Figure 7. WordPerfect® X5 Dialog

Figure 8. Microsoft® Word® 2010 Dialog

The test I performed was simply this:

  1. Open the application.
  2. Press the [space bar] key once.
  3. Press the [Backspace] key once.
  4. Click the [X] in the upper right corner of the window.

 

Figures 5 through 8 are screen shots of each dialog that appeared for various applications, as indicated by the caption for each. Not awesome. WordPerfect® has long been touted for its Reveal Codes feature, so I actually opened the window to see if some codes had been entered that it was trying to save: Nothing.

(By the way, I also tested simply opening and closing the applications. In each case, the user is not prompted to save the blank document.)

It has long been a common programming practice to mark something has “changed” so that the application will act appropriately regarding the data, saving, updating, etc., as needed. I suspect that in each of these cases the change was noted when the original key was pressed and the application never bothered to check if anything valuable was actually in the document; it just knew that something had changed and therefore prompted to save the document. That’s lazy and inconsiderate.

The only other word processor I tested was Microsoft Notepad® which did detect that there was actually nothing in the document to save and therefore did not prompt. Funny that the least sophisticated of all those applications was the one that made the effort to avoid an unnecessary waste of the user’s time. Well done.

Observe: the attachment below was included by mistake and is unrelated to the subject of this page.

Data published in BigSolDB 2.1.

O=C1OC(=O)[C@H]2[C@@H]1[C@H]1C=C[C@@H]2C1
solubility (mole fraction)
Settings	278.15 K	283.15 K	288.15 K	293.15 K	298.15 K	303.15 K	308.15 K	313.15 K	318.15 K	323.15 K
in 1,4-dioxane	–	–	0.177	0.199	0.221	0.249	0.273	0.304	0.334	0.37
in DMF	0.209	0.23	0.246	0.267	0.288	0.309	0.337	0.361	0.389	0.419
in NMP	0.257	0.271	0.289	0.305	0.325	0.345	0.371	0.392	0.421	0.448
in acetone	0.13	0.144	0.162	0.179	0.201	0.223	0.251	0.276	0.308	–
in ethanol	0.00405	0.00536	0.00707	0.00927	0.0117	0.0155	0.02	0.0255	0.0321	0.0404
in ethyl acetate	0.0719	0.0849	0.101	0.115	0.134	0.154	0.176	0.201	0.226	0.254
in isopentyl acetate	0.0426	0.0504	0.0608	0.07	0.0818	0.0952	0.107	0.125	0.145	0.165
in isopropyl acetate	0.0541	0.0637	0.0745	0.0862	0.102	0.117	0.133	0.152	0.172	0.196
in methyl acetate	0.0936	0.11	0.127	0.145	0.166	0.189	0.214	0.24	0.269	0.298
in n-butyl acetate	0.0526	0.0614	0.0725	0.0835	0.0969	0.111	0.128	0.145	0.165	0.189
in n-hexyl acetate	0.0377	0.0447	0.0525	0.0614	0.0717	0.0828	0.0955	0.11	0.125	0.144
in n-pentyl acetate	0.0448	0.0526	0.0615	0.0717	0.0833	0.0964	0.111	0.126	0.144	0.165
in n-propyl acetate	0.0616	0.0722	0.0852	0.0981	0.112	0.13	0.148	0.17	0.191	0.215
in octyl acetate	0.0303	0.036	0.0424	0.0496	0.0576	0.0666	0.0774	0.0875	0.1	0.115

SUMMARY

Users start an app to do something specific. That’s rarely the best time to ask them unexpected or unnecessary questions. Give a small attention icon somewhere. Even if they might be interested in what you have to offer, when they are focused on something else they will be more likely to simply dismiss the prompt without taking time to consider it.

 

KEY DESIGN POINTS

  1. It’s simple: Don’t make users think about something unnecessary.
  2. If you insist on interrupting, at least have the courtesy to return the display to the previous configuration and focus when you’re done.
  3. Use reasonable logic to determine whether an Interruption really is needed.

 

Written by

Carl Andersen currently works for Micro Focus International as a Senior Development Manager. Carl has led teams at NetIQ, Novell, and WordPerfect and been the principal designer of multiple GUIs which have received analyst acclaim.